While there is compelling evidence for CVD benefits from n-3 PUFAs, the contribution of the individual components, EPA and DHA, are not well understood. Both EPA and DHA effectively lower plasma triglyceride concentrations [9,10]. Only DHA increases LDL and HDL particle sizes, however [9,10], and the clinical significance of this remains unclear. EPA and DHA may also have different anti-hypertensive, anti-inflammatory and anti-coagulative properties; DHA being more effective compared with EPA [9,10]. This may, in part, explain the differential associations of EPA and DHA with risk of fatal and non-fatal cardiovascular endpoints in observational studies [9,10]. To date, no studies have investigated the independent impact of EPA and DHA on lipoprotein metabolism; such studies are warranted to clarify the lipid-modifying effects and therapeutic potential of consuming either EPA or DHA rich oils.
Recent clinical outcome trials with n-3 PUFA have failed to show a significant CVD benefit [11,12,13,14], however. It is noteworthy that n-3 PUFA were taken against a background of optimal medical therapy for secondary prevention, for relatively short duration, and in patients that were at high-risk of CVD events. Whether a higher dose and/or specific formulation of n-3 PUFA may improve clinical outcomes remains to be established [2]. This will be addressed in an on-going trial (REDUCE-IT) to evaluate the effect of high dose of pure EPA (4 g/day) in preventing CVD events in high-risk patients with hypertriglyceridemia (NCT01492361).

2.2. Omega-6 Polyunsaturated Fatty Acids

n-6 PUFA is the predominant dietary PUFA in Western populations. Therefore, understanding the impact of n-6 PUFA on lipid metabolism is clinically and scientifically relevant. A recent study by van Schalkwijk et al. examined the effect of 60 g/day of dietary n-6 PUFA (71% linoleic acid) compared with medium-chain fatty acid (MCFA; 69% C8:0 and C10:0) supplementation on fasting lipoprotein profile and metabolism in 12 overweight-obese men using a randomized, double-blind crossover study design [15] (Table 1). Three weeks supplementation with n-6 PUFA lowered fasting total, very low-density lipoprotein (VLDL) and LDL cholesterol, and total plasma, VLDL and LDL triglyceride concentrations compared with MCFA. Using a combination of the Particle Profiler computational model and compartmental modeling, the authors reported that the uptake to production ratio, but not lipolysis to production ratio, in VLDL was significantly higher with n-6 PUFA compared with MCFA supplementation [15]. When the information from the two ratios was combined, the authors reported that higher VLDL lipolysis and uptake explained the lower VLDL cholesterol and triglyceride concentrations with n-6 PUFA. The authors attributed this to an up-regulation of lipoprotein lipase (LPL) activity and hepatic uptake of VLDL, consequent on PPAR-activation by n-6 PUFA [15]. The study was not a controlled feeding study and used a non-standardized dietary protocol that may underestimate or bias the true effects of these fatty acids, however. Furthermore, there is limited insight into intermediate-density lipoprotein (IDL) and LDL metabolism owing to the short duration of the tracer infusion. The exact significance of a high n-6 PUFA diet on CVD outcomes also merits investigation.

3. Saturated Fatty Acids

A small number of studies have examined the impact of dietary saturated fatty acid (SFA) intake on lipoprotein metabolism in humans. Early radioisotope studies demonstrated that decreasing SFA, together with increasing n-6 PUFA, lowered LDL cholesterol by increasing LDL apoB-100 fractional catabolism [16,17] (Table 1).
More recently, it was proposed that the physical characteristics of the triacylglycerol structure of SFA may impact on lipoprotein metabolism and consequently, lipemia. In a randomized crossover study, Sanders et al. examined whether meals high in palmitic acid, a major SFA in human diets, which is also synthesized de novo, altered postprandial lipemia [18]. The authors reported a positive trend between palmitic acid at the sn-2 position and the incremental AUC of plasma triglyceride. Their data suggest that as the proportion of palmitic acid at the sn-2 position increases, postprandial lipemia decreases. The postprandial plasma triglyceride concentration curve was also shifted to the right following the meal with the highest proportion of palmitic acid at the sn-2 position, but was not different by 6–8 h post-meal. The authors attributed this to delayed absorption of dietary triglycerides with increasing proportion of palmitic acid at the sn-2 position [18]. Kinetic studies are, nonetheless, required to establish whether the intake of SFA with altered triacylglycerol structures alters postprandial triglyceride absorption.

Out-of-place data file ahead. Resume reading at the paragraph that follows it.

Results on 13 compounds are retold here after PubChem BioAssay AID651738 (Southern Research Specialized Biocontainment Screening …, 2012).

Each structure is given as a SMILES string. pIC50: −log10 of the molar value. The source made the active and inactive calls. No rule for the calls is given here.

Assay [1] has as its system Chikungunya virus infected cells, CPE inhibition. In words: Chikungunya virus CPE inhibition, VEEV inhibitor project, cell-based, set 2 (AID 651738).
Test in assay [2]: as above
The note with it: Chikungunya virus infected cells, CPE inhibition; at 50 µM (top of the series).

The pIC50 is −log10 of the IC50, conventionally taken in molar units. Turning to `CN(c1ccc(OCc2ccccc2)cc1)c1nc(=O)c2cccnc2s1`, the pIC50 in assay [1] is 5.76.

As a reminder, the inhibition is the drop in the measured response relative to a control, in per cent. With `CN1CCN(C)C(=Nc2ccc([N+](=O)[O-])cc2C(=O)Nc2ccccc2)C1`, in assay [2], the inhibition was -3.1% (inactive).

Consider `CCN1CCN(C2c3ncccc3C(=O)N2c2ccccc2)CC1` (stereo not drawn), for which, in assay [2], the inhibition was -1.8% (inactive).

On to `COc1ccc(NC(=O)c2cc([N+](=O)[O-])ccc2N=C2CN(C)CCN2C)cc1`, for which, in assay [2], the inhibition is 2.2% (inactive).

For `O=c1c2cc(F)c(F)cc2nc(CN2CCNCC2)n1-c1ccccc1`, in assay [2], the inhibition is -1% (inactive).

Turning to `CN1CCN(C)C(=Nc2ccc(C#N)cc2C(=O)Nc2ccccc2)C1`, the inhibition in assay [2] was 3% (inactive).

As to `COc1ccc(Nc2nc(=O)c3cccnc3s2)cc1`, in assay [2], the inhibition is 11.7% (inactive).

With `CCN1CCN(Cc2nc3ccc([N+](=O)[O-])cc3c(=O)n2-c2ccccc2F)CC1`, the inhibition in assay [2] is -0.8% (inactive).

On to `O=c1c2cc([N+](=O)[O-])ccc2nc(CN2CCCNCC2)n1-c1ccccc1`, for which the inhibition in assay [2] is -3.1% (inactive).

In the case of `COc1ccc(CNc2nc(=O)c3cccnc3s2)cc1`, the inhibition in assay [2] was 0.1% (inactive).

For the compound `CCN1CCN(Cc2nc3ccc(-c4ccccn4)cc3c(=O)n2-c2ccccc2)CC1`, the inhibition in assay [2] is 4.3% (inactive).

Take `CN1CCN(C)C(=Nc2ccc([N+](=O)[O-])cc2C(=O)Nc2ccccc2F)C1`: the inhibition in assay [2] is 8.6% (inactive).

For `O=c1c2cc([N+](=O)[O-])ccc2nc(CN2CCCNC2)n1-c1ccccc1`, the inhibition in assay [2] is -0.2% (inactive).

The length of the SFA may also have differential effects on lipoprotein metabolism. Saturated fats may be sub-classified into short-chained (<6 carbon atoms), medium-chained (8–10 carbon atoms) and long-chained fatty acids (>12 carbon atoms). In a randomized crossover study, Tremblay et al. examined the effect of 4-week supplementation of 20 g of medium-chained fatty acid, also known as medium-chained triglyceride (MCT), compared with 20 g corn oil, on TRL apoB-100 and apoB-48 metabolism in obese, insulin resistant men [19] (Table 1). The authors reported no impact of MCT on TRL metabolism or genes associated with TRL metabolism [19]. This study, however, was relatively short-term, tested only one dose of MCT and focused only on insulin resistant men. LDL metabolism was also not investigated [19]. Long-term studies using different MCT doses are, therefore, merited. Outcome studies are also required before dietary recommendations can be made.

4. Monounsaturated Fatty Acids

Few studies have examined the effect of dietary monounsaturated fatty acid (MUFA) on lipoprotein metabolism in humans. Zheng et al. reported that replacing 17% of total energy intake from complex carbohydrate with MUFA selectively stimulated the secretion of VLDL and IDL particles containing apoE and apoC-III, while suppressing the secretion of particles that did not [20] (Table 1). Consequently, the concentration of apoB-containing lipoproteins with apoE and apoC-III was higher with the MUFA diet compared with the carbohydrate diet [20]. The MUFA diet was also associated with increased VLDL and IDL apoB catabolism, although LDL apoB metabolism was not altered [20]. This study lends support to the potential benefits of increased MUFA and reduced complex carbohydrate in modulating lipoprotein metabolism. The study, however, was non-randomized and short-term, with an intervention period of only three weeks. Notably, this study compared two relatively healthy diets, both low in SFA, high in fiber and utilized primarily low glycemic foods.